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Education

PHOTOS: Joplin Cuts Ribbon on New High School

Two VIP’s were on hand for Friday’s ribbon cutting for the new Joplin High School.  The old school was destroyed when a tornado tore through the city in May, 2011, killing 161 people and devastating a large portion of the city.  The new building opened for class in September this year.  KSMU’s Michele Skalicky attended the ribbon cutting and has this story.

Nine school district buildings were in the storm’s path, including Joplin High School, and the district sustained $150 million in damages.

But after three years in a temporary space, 2200 students and staff began the school year September 2nd at the new $110 million Joplin High School and Franklin Technology Center.  It features lots of natural light, buildings connected with skywalks, four safe rooms, three gymnasiums and green space.  It also offers a 66-seat student run restaurant, a black box theatre with indoor and outdoor seating, an art gallery, an expanded athletic complex and more.

Hundreds of people gathered at the new school today to officially open the facility.  A maroon and white ribbon snaked its way around the school grounds.        

(Sound of ribbon being cut)

And with that, the new high school was officially dedicated.

The event is expected to make it into the Guinness Book of World Records for the longest ribbon used in a ribbon cutting.  The ribbon, which was six and a half miles long, equaled the length of the path of destruction in Joplin after the tornado hit in May 2011. 

According to Guinness World Records, the record for longest ribbon belonged to the state of New Jersey, which used a 5.51-mile ribbon to re-open a portion of the Jersey Shore in May 2013, nearly seven months after the area was hit hard by Hurricane Sandy.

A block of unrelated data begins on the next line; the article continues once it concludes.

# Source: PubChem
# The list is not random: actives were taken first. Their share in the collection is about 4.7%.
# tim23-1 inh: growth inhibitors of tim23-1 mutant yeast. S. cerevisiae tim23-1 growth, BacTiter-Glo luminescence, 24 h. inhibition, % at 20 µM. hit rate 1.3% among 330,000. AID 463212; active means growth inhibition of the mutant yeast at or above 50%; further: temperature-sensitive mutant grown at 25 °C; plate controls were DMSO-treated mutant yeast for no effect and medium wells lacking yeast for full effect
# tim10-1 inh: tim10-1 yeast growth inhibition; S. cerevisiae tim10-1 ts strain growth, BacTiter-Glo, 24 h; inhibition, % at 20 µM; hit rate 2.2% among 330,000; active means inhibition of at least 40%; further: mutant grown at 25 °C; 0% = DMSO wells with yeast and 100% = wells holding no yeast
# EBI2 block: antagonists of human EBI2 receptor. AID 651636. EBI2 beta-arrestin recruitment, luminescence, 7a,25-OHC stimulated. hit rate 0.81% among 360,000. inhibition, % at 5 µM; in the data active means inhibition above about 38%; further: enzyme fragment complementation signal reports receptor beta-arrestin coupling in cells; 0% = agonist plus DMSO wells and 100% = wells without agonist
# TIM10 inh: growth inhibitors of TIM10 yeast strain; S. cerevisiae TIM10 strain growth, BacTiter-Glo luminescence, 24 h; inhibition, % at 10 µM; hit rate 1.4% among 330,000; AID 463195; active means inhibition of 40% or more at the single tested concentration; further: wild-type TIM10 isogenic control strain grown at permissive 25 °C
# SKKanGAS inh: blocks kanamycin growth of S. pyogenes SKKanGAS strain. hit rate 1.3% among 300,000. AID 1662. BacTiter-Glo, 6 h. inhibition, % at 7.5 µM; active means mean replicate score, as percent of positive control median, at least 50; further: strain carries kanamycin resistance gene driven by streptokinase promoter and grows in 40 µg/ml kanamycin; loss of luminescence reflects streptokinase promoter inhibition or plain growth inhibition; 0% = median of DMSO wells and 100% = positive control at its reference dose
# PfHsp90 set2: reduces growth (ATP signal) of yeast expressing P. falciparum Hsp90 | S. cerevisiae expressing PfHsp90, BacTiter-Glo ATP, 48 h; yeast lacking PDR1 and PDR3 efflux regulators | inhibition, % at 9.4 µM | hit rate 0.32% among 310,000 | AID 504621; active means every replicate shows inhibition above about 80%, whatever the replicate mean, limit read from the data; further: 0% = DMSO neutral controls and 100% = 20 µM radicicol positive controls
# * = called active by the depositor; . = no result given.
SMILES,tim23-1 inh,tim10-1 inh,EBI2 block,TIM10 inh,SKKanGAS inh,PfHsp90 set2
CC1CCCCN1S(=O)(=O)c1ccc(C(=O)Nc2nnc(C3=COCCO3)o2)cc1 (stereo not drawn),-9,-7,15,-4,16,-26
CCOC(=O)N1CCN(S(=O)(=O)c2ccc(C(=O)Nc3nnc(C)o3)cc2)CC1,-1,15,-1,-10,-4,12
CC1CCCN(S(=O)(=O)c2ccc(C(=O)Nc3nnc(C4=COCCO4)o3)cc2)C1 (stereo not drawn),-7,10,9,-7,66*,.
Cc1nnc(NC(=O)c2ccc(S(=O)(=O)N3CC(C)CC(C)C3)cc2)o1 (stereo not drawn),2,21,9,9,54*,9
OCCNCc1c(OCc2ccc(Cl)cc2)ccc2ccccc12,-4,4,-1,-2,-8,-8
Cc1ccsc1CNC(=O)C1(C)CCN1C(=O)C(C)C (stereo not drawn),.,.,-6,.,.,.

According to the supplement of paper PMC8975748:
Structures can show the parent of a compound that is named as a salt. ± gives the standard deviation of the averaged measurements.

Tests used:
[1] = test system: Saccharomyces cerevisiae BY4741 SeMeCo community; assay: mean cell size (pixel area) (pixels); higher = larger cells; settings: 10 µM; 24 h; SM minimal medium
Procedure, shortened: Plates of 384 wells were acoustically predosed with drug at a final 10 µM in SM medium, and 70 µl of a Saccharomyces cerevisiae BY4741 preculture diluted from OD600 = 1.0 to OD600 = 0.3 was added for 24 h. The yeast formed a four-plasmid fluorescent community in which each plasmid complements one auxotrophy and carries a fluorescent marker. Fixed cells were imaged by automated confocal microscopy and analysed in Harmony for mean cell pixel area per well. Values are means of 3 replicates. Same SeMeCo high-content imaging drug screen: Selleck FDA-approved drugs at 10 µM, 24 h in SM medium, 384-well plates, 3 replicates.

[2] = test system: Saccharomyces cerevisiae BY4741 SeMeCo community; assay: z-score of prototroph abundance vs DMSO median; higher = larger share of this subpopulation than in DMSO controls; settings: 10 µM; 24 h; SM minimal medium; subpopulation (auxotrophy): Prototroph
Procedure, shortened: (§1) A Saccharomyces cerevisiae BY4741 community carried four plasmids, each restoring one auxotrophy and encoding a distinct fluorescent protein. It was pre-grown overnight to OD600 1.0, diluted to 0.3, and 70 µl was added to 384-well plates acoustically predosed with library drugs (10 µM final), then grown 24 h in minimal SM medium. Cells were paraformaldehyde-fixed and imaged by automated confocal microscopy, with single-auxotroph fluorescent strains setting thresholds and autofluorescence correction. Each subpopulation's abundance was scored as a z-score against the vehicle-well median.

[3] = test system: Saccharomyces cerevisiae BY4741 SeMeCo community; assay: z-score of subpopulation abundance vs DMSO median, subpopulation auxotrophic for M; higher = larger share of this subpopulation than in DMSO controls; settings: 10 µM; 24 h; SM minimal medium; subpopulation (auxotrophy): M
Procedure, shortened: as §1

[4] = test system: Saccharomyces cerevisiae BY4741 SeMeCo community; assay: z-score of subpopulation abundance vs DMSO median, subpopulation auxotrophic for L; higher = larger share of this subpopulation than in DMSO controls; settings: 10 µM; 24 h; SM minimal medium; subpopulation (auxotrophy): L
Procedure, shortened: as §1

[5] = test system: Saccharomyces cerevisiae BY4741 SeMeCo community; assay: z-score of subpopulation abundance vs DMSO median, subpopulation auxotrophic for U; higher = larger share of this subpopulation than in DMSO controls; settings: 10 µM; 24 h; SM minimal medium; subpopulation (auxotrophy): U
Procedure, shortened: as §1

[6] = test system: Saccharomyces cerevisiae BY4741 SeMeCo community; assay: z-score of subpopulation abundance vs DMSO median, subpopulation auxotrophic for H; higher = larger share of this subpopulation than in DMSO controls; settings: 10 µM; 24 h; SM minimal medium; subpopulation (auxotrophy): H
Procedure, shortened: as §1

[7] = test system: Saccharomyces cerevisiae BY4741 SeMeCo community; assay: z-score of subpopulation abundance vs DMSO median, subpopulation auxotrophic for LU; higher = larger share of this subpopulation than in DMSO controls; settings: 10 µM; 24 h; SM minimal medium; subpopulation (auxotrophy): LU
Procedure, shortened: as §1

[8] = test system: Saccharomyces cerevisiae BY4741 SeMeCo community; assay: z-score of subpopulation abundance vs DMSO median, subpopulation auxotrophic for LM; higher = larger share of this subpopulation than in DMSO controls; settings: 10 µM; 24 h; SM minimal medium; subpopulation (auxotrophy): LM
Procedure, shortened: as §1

Vice-President Joe Biden and U.S. Secretary of Education Arne Duncan attended the ribbon cutting.

Biden says he’s impressed by the perseverance and tenacity of Joplin and its citizens.

"You've come back--stronger than before with a commitment and a passion to envision a new Joplin, a magnificent school, laptops instead of textbooks, hands-on learning opportunity like building robots, using, using your increase in high school graduation rates--increasing it by nearly ten percent just since, just since the tornado," he said.

Joplin School Superintendent Dr. C.J. Huff was emotional as he talked about the students and staff members who lost their lives in the tornado.  He says when school re-opened on August 17, 2011, 832 students and about 400 staff members were homeless.  He still struggles to find a way to say thank you to everyone who stepped forward and helped after the tornado hit.  One way to say thanks, he told the crowd, is to help students succeed.

"The way we say thank you to the world is by ensuring  every one of our children grows up in an environment of  inside and outside of our schools.  We say thank you by graduating a senior class every year who are not only prepared for college or a career but have put into practice the ideal of service before self in their daily lives.  And we say thank you by growing our next generation of citizens who are well prepared to lead Joplin, our state, our nation and our world into the future," he said.

U.S. Education Secretary Arne Duncan recalled his visit to Joplin not long after the tornado hit.

"And I definitely felt the unspeakable loss and sense of tragedy and grief, but I also remember as distinctly, the resilience and the toughness and the sense of what was possible.  And we toured a high school that was in a shopping mall they put together in like 55 days, and to talk to the students that day and to hear both about the extraordinary challenges, the overwhelming challenges, but their belief in what they could accomplish and the adults in their lives, I left inspired.  I left full of hope," he said.

After the tornado tore through Joplin it was estimated that about one third of Joplin students would leave the community.  But people didn’t give up on their town.  When school re-opened that August, 95 percent of students came back.

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